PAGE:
The parties have stipulated and we have found that respondent mailed the subject notice of deficiency more than 90 days prior to the date on which petitioner filed the instant petition. Accordingly, we must dismiss the petition as untimely under section 6213(a), unless we agree with petitioners' position that the notice of deficiency was not mailed to the "last known address" of either Mr. or Ms. Monge and is invalid. In that event, we must also dismiss the case for lack of jurisdiction, but respondent may thereafter be prohibited from making an assessment based upon the invalid notice. Sec. 6213(a); sec. 6501; O'Brien v. Commissioner, 62 T.C. 543, 548 (1974). In either event, it is clear that we do not have jurisdiction over this case and that it must be dismissed. In these circumstances, however, we have jurisdiction to declare the reason why we do not have jurisdiction. Shelton v. Commissioner, 63 T.C. 193 (1974).

The dispositive issue in this case is whether the notice of deficiency was mailed to the "last known address" of both Mr. and Ms. Monge within the meaning of section 6212(b)(1). The phrase "last known address" is not defined by the Code or regulations. In construing it, this and other courts have focused on the Commissioner's knowledge, rather than on what in fact may have been the taxpayer's actual address. Pyo v. Commissioner, supra at 633; Brown v. Commissioner, 78 T.C. 215, 218-219 (1982). See also Cyclone Drilling, Inc. v. Kelley, 769 F.2d 662, 664 (10th Cir. 1985). Generally, a taxpayer's "last known address" is the address to which, in light of all surrounding facts and circumstances, respondent reasonably believed the taxpayer wished the notice of deficiency to be sent. E.g., United States v. Ahrens, 530 F.2d 781, 785 (8th Cir. 1976); Looper v. Commissioner, 73 T.C. 690, 696 (1980).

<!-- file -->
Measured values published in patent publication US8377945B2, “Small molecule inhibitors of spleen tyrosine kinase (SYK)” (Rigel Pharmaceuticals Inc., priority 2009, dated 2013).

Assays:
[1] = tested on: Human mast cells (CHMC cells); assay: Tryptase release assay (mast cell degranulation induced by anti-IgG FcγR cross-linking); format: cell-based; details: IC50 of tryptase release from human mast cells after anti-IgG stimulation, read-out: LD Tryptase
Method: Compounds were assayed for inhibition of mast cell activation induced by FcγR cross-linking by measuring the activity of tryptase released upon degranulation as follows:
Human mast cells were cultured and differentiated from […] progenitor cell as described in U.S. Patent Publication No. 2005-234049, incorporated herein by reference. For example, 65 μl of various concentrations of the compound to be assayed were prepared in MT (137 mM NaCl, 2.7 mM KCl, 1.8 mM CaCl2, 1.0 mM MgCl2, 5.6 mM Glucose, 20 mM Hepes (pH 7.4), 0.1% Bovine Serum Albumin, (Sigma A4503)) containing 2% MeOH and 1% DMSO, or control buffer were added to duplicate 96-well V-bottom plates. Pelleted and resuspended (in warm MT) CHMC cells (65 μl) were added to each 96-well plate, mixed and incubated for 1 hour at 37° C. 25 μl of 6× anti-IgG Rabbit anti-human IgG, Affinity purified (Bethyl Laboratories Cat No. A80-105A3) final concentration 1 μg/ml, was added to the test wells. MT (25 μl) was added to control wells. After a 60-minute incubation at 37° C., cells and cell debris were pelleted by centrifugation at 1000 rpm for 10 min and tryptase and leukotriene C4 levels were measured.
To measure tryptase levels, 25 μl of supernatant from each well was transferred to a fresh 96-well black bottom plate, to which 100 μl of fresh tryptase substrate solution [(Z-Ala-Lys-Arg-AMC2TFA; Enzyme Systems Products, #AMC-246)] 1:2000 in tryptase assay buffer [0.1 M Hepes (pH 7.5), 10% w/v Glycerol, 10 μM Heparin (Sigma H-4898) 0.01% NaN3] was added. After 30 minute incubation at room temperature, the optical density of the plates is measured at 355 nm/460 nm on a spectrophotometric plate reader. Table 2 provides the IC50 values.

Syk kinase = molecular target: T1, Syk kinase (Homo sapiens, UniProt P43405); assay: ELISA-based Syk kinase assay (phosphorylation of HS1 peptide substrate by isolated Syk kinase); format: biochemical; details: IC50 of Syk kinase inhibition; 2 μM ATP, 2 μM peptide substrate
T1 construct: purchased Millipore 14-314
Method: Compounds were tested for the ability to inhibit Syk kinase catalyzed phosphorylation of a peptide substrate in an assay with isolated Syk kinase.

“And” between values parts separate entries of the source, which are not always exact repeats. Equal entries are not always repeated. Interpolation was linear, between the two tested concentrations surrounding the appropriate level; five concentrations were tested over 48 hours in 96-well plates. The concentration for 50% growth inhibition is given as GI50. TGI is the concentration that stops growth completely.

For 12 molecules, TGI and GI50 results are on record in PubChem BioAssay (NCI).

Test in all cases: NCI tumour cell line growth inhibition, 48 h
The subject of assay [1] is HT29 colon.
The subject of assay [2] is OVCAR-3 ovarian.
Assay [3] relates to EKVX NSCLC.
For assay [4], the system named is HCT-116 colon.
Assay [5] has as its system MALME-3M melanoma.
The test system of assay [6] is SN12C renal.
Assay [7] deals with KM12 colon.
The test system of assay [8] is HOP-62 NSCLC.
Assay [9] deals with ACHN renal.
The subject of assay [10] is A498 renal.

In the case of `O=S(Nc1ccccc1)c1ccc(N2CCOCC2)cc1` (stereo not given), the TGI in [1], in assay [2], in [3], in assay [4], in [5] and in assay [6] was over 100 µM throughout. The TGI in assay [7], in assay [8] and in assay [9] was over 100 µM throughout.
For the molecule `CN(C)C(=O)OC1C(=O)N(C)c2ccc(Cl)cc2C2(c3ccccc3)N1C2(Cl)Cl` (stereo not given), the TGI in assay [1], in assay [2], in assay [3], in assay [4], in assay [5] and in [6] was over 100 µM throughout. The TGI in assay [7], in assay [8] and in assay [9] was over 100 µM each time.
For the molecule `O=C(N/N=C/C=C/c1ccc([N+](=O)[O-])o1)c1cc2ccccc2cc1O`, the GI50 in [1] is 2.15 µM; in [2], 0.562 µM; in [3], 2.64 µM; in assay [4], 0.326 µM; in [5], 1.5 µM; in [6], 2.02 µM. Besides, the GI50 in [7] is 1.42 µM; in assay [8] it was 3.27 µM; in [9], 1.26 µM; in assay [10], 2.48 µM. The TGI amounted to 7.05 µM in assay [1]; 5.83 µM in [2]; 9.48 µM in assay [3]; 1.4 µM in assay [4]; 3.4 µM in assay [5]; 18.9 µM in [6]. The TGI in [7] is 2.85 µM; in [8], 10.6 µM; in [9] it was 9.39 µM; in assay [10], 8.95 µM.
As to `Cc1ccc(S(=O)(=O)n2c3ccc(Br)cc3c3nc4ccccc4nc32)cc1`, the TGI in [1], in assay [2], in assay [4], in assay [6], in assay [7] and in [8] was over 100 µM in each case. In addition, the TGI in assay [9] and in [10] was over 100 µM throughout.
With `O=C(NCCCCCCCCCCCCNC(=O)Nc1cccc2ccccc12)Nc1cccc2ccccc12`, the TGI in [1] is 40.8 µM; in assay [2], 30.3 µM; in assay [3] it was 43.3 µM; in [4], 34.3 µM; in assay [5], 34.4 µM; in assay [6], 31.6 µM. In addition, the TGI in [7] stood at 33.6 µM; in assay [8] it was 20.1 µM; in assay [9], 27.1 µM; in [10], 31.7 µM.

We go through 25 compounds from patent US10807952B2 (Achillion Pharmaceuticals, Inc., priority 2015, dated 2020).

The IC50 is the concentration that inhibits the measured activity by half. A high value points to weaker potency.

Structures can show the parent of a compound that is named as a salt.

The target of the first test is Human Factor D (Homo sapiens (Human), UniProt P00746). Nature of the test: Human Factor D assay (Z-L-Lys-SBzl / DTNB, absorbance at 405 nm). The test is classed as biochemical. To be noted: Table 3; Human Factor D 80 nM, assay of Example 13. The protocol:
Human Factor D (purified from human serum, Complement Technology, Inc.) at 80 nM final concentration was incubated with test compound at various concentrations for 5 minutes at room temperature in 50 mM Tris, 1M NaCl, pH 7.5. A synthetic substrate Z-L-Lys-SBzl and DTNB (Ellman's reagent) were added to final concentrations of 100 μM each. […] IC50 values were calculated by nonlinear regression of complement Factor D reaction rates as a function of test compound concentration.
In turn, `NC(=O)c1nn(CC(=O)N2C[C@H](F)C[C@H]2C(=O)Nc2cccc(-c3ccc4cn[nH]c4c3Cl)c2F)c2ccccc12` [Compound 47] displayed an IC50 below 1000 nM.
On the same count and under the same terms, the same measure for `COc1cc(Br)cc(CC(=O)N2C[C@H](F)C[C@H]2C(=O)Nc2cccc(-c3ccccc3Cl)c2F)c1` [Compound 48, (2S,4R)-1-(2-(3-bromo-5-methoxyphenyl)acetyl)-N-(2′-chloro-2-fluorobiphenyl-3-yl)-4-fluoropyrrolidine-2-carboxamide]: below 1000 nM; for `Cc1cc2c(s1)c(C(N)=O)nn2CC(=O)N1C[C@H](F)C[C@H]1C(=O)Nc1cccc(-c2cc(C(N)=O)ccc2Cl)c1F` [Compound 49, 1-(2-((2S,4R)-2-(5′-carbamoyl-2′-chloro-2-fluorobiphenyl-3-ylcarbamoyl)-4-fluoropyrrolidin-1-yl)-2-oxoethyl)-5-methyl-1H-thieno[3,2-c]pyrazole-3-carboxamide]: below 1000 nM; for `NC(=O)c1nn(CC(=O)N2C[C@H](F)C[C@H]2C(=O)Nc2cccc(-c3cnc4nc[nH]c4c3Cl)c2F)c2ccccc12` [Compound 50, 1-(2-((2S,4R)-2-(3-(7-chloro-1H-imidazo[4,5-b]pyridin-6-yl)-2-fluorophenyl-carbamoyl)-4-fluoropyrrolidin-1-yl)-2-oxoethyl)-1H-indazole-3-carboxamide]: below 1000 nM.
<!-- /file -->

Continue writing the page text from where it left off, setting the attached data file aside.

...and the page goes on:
Until recently, it has been our position that respondent is entitled to treat the address of the taxpayer appearing on the return under examination as the taxpayer's last known address, absent "clear and concise notification" of an address change. See, e.g., Alta Sierra Vista, Inc. v. Commissioner, 62 T.C. 367, 374 (1974), affd. 538 F.2d 334 (9th Cir. 1976). In Abeles v. Commissioner, 91 T.C. 1019 (1988), we held that a taxpayer's last known address is the address shown on his most recent return, absent clear and concise notice of a change of address. In Abeles, we stated as follows:

a taxpayer's last known address is that address which appears on the taxpayer's most recently filed return, unless respondent has been given clear and concise notification of a different address. For these purposes, * * * a taxpayer's "most recently filed return" is that return which has been properly processed by an IRS service center such that the address appearing on such return was available to respondent's agent when that agent prepared to send a notice of deficiency in connection with an examination of a previously filed return. * * * [T]he address from the more recently filed return is available to the agent issuing a notice of deficiency with respect to a previously filed return, if such address could be obtained by a computer generation of an IRS computer transcript using * * * both taxpayers' [taxpayer identification numbers] in the case of a previously filed joint return. [91 T.C. at 1035. Emphasis in original; fn. ref. omitted.]